Beautiful colors at the time of the year I visited

Panther Creek, trail, hiking, Georgia, cascade, waterfall, nature, outdoors, photo, Samsung Galaxy

Panther Creek, trail, hiking, Georgia, cascade, waterfall, nature, outdoors, photo, Olympus

More beauty

Panther Creek, trail, hiking, Georgia, cascade, waterfall, nature, outdoors, photo, Olympus

Still waters

There are several low wooden bridges to cross and then one arrives to a first set of cascades with a space that is perfect for camping overnight.

Panther Creek, trail, hiking, Georgia, cascade, waterfall, nature, outdoors, photo, Samsung Galaxy

One of the bridges crossing the creek

Panther Creek, trail, hiking, Georgia, cascade, waterfall, nature, outdoors, photo, Samsung Galaxy

Love these cascades

A couple of times the markers for the path were not visible and we proceeded trusting that the wild we saw in front of us was just an overgrown trail (and, mercifully, we were right!).

Continuing on from that spot, another 30-45 minutes or so depending on pace, one arrives at the upper waterfalls with a sort-of sandy beach to camp overnight or just recover from the hike in. Right before arriving at this waterfall, the terrain becomes a little more challenging and fun. One has to hug the big rocks holding on to the steel-cable handrails. These handrails are anchored on posts, some of which are sturdy and some of which have come loose and are floating, being kept alive by the two neighboring posts! One does need to proceed with care as falling from this rock outcrop would not be fun.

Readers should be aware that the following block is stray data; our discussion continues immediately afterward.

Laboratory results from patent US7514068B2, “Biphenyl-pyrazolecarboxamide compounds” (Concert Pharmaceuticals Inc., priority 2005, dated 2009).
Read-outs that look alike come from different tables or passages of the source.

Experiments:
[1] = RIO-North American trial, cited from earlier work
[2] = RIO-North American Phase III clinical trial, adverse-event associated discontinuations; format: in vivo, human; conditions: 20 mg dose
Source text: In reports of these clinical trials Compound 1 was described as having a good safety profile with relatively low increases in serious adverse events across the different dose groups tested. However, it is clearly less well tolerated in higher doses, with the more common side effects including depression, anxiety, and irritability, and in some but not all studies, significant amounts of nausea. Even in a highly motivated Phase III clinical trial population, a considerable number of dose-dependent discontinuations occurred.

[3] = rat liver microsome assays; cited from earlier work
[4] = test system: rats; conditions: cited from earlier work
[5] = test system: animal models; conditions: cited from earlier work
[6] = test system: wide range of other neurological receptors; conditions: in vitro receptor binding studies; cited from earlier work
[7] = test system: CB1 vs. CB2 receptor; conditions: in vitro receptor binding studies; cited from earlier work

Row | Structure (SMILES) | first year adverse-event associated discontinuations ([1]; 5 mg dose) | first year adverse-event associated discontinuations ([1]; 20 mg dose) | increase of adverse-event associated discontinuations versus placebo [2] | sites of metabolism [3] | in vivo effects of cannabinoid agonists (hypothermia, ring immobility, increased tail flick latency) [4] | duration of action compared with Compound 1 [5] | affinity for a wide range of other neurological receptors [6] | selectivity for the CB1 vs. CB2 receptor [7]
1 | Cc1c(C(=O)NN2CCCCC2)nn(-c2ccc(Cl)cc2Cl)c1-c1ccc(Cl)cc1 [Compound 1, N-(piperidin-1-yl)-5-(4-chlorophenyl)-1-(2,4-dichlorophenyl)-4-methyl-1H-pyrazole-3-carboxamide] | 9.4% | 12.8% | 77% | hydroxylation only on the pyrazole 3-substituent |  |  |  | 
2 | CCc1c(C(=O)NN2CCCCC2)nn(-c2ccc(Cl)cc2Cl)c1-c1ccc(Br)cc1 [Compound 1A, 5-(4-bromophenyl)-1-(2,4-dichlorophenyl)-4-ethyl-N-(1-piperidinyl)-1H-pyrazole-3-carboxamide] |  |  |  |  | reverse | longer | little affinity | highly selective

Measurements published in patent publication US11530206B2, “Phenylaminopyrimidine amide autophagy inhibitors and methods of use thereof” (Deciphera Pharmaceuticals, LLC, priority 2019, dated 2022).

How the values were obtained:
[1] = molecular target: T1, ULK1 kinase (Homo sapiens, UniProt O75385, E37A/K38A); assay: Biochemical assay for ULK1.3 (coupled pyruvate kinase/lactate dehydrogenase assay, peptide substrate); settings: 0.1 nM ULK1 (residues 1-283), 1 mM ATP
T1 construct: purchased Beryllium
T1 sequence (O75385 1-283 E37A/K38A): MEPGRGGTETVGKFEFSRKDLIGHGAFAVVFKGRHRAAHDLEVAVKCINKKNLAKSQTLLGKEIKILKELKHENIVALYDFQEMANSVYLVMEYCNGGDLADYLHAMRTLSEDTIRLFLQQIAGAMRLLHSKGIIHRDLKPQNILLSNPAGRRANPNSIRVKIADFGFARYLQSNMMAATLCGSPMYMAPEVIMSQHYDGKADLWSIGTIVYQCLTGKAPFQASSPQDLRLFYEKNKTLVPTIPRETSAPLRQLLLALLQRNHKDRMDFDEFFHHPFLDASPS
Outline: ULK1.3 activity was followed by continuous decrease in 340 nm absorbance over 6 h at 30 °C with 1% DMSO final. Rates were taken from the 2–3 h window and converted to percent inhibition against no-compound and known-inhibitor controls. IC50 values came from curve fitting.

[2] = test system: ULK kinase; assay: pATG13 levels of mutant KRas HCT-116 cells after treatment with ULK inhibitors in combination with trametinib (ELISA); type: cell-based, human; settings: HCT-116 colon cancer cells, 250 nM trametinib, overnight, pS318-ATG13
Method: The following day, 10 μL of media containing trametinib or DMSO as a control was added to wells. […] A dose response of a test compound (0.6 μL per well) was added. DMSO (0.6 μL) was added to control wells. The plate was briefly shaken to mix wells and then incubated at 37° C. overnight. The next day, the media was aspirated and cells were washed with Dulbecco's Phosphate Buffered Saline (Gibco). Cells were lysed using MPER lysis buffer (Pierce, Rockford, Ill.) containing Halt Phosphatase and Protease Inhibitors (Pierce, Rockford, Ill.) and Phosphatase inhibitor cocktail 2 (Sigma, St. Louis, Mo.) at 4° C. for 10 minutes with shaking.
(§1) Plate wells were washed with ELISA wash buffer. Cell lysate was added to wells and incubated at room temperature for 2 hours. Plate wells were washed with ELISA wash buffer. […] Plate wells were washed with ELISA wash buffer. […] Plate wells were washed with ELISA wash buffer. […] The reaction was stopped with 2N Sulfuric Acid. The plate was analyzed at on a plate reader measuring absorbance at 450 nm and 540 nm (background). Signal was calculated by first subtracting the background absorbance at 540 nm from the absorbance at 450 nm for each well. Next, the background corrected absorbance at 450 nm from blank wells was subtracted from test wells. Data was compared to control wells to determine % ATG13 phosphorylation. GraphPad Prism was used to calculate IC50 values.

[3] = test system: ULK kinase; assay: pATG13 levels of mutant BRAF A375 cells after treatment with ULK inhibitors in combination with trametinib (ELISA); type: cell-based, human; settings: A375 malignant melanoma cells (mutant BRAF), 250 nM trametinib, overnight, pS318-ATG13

Panther Creek, trail, hiking, Georgia, cascade, waterfall, nature, outdoors, photo, Samsung Galaxy

The steel cable handrail itself is precarious!

Panther Creek was both rewarding and challenging. The raw feel of the trails was a welcome change from some of the other trails I hike in north Atlanta (which are quite nice but well groomed). I highly recommend doing this trail – I sure hope to do it again!

Panther Creek, trail, hiking, Georgia, cascade, waterfall, nature, outdoors, photo, Samsung Galaxy

A nice break after 3.5 miles!

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Read about these other great hikes in Georgia:

Sope Creek

Sweetwater Creek

Island Ford

Tallulah Gorge